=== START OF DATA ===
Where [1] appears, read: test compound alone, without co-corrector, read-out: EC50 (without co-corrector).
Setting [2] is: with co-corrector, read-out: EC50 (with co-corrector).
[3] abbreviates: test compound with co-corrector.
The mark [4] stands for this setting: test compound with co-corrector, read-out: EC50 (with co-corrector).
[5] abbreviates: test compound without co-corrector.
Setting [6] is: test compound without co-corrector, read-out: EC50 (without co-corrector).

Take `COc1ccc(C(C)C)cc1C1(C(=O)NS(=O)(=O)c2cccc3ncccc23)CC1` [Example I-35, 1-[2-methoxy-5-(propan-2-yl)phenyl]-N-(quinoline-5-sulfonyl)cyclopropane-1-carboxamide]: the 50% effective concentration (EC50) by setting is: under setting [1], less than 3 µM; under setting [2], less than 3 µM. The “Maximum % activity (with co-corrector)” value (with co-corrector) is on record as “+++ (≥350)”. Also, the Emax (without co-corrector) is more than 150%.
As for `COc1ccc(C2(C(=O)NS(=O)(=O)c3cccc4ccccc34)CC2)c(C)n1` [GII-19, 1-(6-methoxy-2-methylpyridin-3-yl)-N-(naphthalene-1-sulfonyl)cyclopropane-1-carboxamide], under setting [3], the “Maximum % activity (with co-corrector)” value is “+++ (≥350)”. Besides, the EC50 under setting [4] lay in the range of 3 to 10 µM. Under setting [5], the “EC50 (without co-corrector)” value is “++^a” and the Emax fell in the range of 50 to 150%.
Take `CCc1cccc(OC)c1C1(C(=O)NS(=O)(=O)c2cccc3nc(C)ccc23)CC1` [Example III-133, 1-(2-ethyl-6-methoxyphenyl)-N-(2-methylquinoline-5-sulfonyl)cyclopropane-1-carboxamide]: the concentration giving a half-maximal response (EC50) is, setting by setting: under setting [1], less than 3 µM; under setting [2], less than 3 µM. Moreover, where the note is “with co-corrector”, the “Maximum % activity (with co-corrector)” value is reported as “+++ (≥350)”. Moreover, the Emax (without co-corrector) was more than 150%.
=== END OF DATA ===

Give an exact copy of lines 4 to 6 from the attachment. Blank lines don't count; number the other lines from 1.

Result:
The mark [4] stands for this setting: test compound with co-corrector, read-out: EC50 (with co-corrector).
[5] abbreviates: test compound without co-corrector.
Setting [6] is: test compound without co-corrector, read-out: EC50 (without co-corrector).